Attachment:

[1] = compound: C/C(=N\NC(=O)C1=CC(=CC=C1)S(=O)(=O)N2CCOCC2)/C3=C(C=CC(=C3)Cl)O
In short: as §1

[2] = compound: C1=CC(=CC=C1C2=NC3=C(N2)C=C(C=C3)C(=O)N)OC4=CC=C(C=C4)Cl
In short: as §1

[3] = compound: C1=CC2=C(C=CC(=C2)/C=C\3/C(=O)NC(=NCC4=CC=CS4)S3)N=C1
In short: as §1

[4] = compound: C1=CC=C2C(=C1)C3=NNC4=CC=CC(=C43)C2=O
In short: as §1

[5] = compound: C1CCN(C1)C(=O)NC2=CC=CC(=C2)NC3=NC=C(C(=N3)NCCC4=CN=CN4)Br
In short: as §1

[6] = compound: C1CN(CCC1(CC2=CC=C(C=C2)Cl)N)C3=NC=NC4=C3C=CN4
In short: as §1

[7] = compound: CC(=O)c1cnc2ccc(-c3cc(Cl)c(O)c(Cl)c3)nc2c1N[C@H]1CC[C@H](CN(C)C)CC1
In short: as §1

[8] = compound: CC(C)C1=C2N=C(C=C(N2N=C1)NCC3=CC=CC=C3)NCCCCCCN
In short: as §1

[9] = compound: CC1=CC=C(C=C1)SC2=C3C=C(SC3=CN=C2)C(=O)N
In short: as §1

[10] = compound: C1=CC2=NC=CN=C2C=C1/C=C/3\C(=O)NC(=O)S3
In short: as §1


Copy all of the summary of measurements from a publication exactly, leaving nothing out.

[1] = compound: C/C(=N\NC(=O)C1=CC(=CC=C1)S(=O)(=O)N2CCOCC2)/C3=C(C=CC(=C3)Cl)O
In short: as §1

[2] = compound: C1=CC(=CC=C1C2=NC3=C(N2)C=C(C=C3)C(=O)N)OC4=CC=C(C=C4)Cl
In short: as §1

[3] = compound: C1=CC2=C(C=CC(=C2)/C=C\3/C(=O)NC(=NCC4=CC=CS4)S3)N=C1
In short: as §1

[4] = compound: C1=CC=C2C(=C1)C3=NNC4=CC=CC(=C43)C2=O
In short: as §1

[5] = compound: C1CCN(C1)C(=O)NC2=CC=CC(=C2)NC3=NC=C(C(=N3)NCCC4=CN=CN4)Br
In short: as §1

[6] = compound: C1CN(CCC1(CC2=CC=C(C=C2)Cl)N)C3=NC=NC4=C3C=CN4
In short: as §1

[7] = compound: CC(=O)c1cnc2ccc(-c3cc(Cl)c(O)c(Cl)c3)nc2c1N[C@H]1CC[C@H](CN(C)C)CC1
In short: as §1

[8] = compound: CC(C)C1=C2N=C(C=C(N2N=C1)NCC3=CC=CC=C3)NCCCCCCN
In short: as §1

[9] = compound: CC1=CC=C(C=C1)SC2=C3C=C(SC3=CN=C2)C(=O)N
In short: as §1

[10] = compound: C1=CC2=NC=CN=C2C=C1/C=C/3\C(=O)NC(=O)S3
In short: as §1